Making Sense of High Sales Force Turnover

Published: August 2015


Sales force turnover is on the rise in many key global markets, forcing HR and sales leaders to use preemptive measures to retain top sales talent.

Data on overall and voluntary sales force turnover rates is of huge value to our clients. Aside from its power to potentially justify and explain the reasons behind workforce movements, it can also be used to build an understanding of the overall hiring environment. If voluntary turnover begins to creep higher than the historical average, it usually indicates the job market has improved and that the competition for talent is on the upswing.

Sales roles have traditionally experienced higher levels of turnover relative to the overall population of employees, and so we decided to first look at those datasets to establish a baseline. Below, we illustrate overall employee turnover vs. overall sales force turnover across multiple quarters, as reported in our Radford Workforce Trends Reports:


Quarterly Global Average Turnover: Overall vs. Sales Population

As you can see, turnover rates for both cohorts have remained fairly steady since 2010, with the exception of a spike in sales force turnover at the beginning of 2011. And as expected, overall turnover rates for sales employees are higher than the overall population, tracking at 14-16% vs. 12-13%. However, when we look at country-specific data, we see far more diverse trends in turnover among sales employees, which reflect the many unique economic conditions of each market. To illustrate this point, the chart below displays voluntary sales force turnover in five key markets across multiple quarters, as reported in our Radford Workforce Trends Reports:

Quarter-by-Quarter Sales Force Median Voluntary Turnover

The United Kingdom and the United States (in yellow and green, respectively) tend to track closely with one another, with both countries experiencing a slight upward trend in voluntary sales force turnover since the end of 2010. Meanwhile, France and Germany (in dark and light blue, respectively) tend to mirror each other, falling several percentage points behind the United Kingdom and the United States, and similarly showing a recent upward tick in turnover rates. The relationship between France, Germany and the United Kingdom reflects the relative growth in economic output across Europe. Russia, on the other hand, shows a high degree of volatility in this dataset — as does its economy— with voluntary turnover dropping as low as 4% at the end of 2011 before spiking close to 14% at the beginning of 2012. More recently, as the Russian economy has soured, turnover rates are dropping back to historical norms.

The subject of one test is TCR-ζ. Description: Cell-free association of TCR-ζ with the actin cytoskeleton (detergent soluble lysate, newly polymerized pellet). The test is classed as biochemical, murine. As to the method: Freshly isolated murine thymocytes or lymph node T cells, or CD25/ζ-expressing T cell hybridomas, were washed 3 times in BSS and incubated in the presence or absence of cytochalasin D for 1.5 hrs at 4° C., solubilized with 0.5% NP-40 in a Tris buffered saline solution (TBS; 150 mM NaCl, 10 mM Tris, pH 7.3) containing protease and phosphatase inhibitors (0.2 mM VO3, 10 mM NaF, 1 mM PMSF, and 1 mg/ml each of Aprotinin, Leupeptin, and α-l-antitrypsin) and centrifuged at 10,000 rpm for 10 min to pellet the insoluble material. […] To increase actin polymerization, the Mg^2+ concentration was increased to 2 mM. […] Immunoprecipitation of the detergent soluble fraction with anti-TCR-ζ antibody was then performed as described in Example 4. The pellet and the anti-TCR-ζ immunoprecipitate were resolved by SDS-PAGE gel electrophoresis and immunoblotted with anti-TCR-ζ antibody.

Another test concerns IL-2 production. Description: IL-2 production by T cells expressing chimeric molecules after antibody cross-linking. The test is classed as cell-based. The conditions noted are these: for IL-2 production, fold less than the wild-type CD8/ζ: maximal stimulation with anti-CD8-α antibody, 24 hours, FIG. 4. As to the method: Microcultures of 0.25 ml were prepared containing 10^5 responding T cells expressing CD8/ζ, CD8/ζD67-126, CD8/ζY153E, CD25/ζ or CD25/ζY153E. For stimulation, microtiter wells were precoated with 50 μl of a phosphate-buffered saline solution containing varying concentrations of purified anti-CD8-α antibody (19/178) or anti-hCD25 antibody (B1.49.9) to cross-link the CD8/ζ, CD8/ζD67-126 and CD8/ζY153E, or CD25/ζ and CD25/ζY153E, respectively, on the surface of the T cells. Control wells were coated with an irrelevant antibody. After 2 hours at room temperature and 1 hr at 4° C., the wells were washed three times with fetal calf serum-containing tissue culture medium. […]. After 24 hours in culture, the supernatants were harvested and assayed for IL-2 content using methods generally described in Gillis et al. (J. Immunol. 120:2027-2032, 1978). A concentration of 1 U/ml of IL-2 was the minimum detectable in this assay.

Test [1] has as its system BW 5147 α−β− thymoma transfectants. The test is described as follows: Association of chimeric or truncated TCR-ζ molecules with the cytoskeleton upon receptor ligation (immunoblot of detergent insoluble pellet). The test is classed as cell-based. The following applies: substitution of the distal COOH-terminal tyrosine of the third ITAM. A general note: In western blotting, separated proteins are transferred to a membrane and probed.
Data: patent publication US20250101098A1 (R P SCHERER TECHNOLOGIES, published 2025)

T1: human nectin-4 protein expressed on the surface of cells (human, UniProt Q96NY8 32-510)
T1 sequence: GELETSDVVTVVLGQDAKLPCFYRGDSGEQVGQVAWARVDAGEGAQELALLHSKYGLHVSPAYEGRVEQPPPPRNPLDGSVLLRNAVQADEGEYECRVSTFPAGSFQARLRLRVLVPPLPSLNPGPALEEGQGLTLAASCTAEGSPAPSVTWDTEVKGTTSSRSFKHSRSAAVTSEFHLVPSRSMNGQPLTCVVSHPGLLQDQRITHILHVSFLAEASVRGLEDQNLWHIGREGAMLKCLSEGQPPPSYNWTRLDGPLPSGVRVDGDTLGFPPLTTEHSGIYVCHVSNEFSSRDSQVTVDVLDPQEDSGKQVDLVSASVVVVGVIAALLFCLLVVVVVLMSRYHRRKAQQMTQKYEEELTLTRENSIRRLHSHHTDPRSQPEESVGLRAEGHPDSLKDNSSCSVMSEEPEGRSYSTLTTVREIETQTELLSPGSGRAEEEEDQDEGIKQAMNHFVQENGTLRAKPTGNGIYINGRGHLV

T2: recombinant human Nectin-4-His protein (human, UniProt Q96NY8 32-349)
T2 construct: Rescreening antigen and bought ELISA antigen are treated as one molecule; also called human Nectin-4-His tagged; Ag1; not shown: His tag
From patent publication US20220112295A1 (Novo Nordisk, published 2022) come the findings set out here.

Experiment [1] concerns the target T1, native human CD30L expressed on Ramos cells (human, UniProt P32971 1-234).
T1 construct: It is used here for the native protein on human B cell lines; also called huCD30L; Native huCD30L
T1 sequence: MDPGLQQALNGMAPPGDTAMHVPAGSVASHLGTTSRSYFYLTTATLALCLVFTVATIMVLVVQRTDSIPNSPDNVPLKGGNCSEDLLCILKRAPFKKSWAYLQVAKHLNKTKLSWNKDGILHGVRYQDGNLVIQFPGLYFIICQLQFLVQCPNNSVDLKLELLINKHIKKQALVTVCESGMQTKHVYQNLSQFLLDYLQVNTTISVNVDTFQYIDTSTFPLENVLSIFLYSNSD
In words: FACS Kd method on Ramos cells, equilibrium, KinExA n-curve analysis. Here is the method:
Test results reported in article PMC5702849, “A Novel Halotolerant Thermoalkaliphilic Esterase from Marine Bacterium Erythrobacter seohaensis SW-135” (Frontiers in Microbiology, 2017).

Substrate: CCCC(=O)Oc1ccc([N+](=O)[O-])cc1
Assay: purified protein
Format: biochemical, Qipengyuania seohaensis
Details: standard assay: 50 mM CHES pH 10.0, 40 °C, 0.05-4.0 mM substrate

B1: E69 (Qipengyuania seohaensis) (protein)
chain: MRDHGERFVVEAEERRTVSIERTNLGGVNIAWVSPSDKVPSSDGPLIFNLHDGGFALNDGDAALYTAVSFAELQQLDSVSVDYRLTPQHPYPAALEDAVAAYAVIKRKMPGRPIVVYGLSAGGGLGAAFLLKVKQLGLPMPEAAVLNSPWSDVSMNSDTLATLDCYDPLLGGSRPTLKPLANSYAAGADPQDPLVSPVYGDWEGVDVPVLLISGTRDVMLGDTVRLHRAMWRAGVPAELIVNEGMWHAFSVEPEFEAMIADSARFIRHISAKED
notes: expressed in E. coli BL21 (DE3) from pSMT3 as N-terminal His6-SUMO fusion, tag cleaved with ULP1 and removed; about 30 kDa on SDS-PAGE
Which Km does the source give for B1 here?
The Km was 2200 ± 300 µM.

While looking at quarterly data reflects market movements, it also identifies seasonality in hiring patterns, including increased hiring in the first quarter of the year when companies are at the beginning of their budget cycle and reduced hiring in the summer months when most people are on vacation. When examining annual average voluntary turnover in the chart below, we remove the impact of seasonal patterns.

Annual Average of Quarterly Median Voluntary Turnover Since 2010

Looking at annual turnover rates, we clearly see an upward voluntary turnover trend in the United States (see our recent articles Software Sales Professionals are on the Move as the Technology Sector Booms and When is it Time to Get Worried about High Sales Force Turnover?). Similarly, turnover rates are at a five-year high in the United Kingdom whereas Russia has experienced a sharp decline in voluntary turnover since 2012. As previously shown, France and Germany’s voluntary turnover generally mirror each other.

Next Steps

An increase in voluntary turnover among sales employees is an ongoing obstacle to workforce stability that human resources professionals and sales leaders continue to work to mitigate. And it’s becoming an even bigger concern in key regions that are experiencing the highest levels of turnover since before the Great Recession in 2008-09. Top sales professionals are more likely to leave their positions in a robust economy due to more job opportunities and that they can leverage higher market demand to move into a position that pays better, comes with a promotion or career advancement, or another benefit they are not receiving in their current position.

While managers should be careful in matching the higher earnings potential of rival companies, it would be prudent to consider pre-emptive measures that might reduce the chances of top performers job searching in the first place. The usual drivers of employee engagement, such as career advancement and organizational reputation, apply here. But when a company is worried about losing its top sales performers, they should also exploit the benefits that drive these employees to succeed, such as sales contests, SPIFFs, club memberships, luxury gifts, and leader boards. These can be relatively inexpensive ways to direct short-term financial rewards to the top sales professionals to let employees know they are valued.


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